Flashback. An Update. And Some (Boring?) Legal Stuff.

I wrote about a lady getting 35 years in prison for dope in 2009 from a Wise County jury.

In an opinion released late last night, the Fort Worth Court of Appeals said "not so fast."

But speaking as someone who knows criminal law, the court's opinion is surprising considering the court's conservative reputation. If I'm reading it right, the trooper detained the lady after a traffic stop (which would normally have been concluded) because he believed he had a reasonable suspicion that some criminal activity was afoot. If there was no reasonable suspicion, he would have to let her go. The critical factor (in addition to her being very nervous) was that he asked her is she had ever been in "any trouble for anything" and she said no. He went and ran her criminal history and found she had been arrested.  Believing that she had lied was critical in order for him to be able to legally detain her (and call for a drug dog). The mere past arrest wouldn't have legally justified the continued detention. On the video of their interaction, the lady told the trooper she hadn't understood the question. But he thinks she lied about her history, continued the detention, called for the dog, and dope was eventually found.

The trial judge found the continued detention to be legal and the court of appeals said there was sufficient evidence to justify his conclusion.  That's really no surprise.

So why is the case being sent back for another trial? The defense lawyer asked that the jury be instructed that they were to disregard the existence of the dope found by the cops if they believed that the lady had been detained illegally.  The only time the jury is to get that instruction is if there is disputed evidence regarding whether the cops acted legally. (For example, the cop says he stopped someone for running a stop sign and the defendant says he didn't. The jury decides who is telling the truth and if they think the officer is lying, they have to ignore any evidence the cop found after the fact. It's really a mechanism for the jury to disagree with the trial judge about the facts that lead to the detention.)  In this case, the court said there was a factual dispute as to whether the officer was reasonable in coming to the conclusion that she was lying about her history. Should he have instead concluded that his question was pretty vague and she could have misunderstood? The appellate court said the jury should have been asked and instructed that they were to disregard the dope if they found him to be unreasonable in coming to his conclusion. They aren't saying the jury would have disagreed with the trooper, they are just saying the lady deserved the chance to have the jury answer that question.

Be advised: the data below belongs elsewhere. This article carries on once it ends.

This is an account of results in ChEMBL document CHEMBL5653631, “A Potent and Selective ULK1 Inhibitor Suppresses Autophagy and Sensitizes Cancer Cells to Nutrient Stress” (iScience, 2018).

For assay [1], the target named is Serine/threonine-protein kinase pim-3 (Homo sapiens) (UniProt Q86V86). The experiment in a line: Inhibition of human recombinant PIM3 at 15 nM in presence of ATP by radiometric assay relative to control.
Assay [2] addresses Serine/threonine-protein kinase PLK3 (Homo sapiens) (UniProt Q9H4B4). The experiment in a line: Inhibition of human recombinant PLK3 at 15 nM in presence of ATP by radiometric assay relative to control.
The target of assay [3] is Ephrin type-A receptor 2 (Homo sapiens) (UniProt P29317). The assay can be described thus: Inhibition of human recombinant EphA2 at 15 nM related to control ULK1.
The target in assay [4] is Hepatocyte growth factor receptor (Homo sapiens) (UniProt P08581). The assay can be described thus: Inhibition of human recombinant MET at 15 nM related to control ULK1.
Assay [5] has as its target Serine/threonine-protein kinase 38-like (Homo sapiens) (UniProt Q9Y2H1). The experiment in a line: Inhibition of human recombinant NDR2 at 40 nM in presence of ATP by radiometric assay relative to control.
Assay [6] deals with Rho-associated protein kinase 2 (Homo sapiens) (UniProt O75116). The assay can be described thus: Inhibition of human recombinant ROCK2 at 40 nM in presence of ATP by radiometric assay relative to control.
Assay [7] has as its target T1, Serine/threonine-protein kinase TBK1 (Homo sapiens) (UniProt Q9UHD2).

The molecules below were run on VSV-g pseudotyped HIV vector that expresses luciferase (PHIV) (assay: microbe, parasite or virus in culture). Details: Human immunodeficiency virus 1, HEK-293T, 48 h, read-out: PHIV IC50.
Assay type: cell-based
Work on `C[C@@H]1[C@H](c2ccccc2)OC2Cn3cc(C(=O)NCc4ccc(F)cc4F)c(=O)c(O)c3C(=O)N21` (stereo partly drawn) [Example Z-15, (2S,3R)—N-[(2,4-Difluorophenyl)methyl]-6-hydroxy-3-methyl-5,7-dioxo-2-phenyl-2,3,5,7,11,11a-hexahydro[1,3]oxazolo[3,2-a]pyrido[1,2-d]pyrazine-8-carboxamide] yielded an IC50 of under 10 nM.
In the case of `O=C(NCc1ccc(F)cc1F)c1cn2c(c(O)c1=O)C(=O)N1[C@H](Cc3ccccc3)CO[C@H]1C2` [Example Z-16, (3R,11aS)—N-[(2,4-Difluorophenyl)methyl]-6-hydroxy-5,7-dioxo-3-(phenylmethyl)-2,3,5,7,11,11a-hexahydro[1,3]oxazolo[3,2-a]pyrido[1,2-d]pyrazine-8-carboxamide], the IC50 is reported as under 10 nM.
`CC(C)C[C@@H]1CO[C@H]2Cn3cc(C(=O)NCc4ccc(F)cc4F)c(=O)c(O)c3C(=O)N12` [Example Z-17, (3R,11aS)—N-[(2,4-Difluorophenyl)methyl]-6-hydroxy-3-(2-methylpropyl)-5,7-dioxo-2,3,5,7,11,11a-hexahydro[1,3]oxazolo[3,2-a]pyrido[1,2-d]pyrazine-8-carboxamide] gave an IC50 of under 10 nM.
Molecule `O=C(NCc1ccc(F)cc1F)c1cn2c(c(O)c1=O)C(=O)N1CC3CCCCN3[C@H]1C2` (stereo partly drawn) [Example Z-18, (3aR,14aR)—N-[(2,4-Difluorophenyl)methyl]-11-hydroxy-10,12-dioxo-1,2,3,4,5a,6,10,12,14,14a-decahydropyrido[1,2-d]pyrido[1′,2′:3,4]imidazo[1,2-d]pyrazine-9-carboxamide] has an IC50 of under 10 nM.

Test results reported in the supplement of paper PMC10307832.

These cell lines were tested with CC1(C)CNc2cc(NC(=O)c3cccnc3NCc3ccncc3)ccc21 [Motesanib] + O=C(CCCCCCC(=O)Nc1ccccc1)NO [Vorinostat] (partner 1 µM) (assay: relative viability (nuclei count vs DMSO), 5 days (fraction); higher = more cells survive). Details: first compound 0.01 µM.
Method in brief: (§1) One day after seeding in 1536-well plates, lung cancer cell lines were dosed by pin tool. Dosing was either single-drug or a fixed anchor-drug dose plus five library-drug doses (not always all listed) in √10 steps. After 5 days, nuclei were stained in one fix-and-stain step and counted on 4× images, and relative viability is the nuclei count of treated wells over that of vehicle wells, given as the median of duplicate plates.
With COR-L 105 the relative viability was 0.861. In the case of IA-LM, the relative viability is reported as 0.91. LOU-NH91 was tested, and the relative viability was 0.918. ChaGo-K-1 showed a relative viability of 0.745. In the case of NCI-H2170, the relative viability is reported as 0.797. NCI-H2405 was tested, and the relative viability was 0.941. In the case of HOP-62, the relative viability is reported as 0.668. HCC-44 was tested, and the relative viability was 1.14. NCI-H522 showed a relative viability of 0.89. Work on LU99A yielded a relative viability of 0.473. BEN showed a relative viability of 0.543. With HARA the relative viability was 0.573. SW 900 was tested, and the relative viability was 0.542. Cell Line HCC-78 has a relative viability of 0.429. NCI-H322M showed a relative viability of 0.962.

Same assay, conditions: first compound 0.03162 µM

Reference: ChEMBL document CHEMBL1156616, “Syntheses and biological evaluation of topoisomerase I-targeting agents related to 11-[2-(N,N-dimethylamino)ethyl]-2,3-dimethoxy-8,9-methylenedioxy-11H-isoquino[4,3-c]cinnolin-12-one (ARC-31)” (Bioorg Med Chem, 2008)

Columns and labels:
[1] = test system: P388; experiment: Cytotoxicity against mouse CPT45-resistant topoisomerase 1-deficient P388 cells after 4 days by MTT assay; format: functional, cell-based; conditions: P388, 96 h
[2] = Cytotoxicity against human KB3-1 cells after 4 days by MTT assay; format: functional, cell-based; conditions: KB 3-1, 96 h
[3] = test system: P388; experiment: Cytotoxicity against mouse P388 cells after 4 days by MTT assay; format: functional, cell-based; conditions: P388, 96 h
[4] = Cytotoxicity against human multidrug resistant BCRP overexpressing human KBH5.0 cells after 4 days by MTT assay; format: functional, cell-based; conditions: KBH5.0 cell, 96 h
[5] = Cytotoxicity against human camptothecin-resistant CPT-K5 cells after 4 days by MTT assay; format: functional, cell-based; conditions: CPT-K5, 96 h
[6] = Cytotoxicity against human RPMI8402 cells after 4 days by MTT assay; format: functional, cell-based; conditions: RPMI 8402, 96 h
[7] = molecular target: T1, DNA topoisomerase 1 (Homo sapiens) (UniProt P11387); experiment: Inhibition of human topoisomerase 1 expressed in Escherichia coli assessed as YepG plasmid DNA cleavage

This case may go further up the appellate chain. I think the big issue is whether there is a factual dispute about whether the officer was reasonable in thinking she was lying. I've got to think about this some more.

But the lesson for the State is something the most conservative DA in Texas always preaches: If there is any possible basis for a jury instruction requested by the defense, tell the judge you don't have a problem with it. (And good job by the defense lawyer in asking that the jury get the instruction in this case. If he hadn't asked, the conviction would have been affirmed.)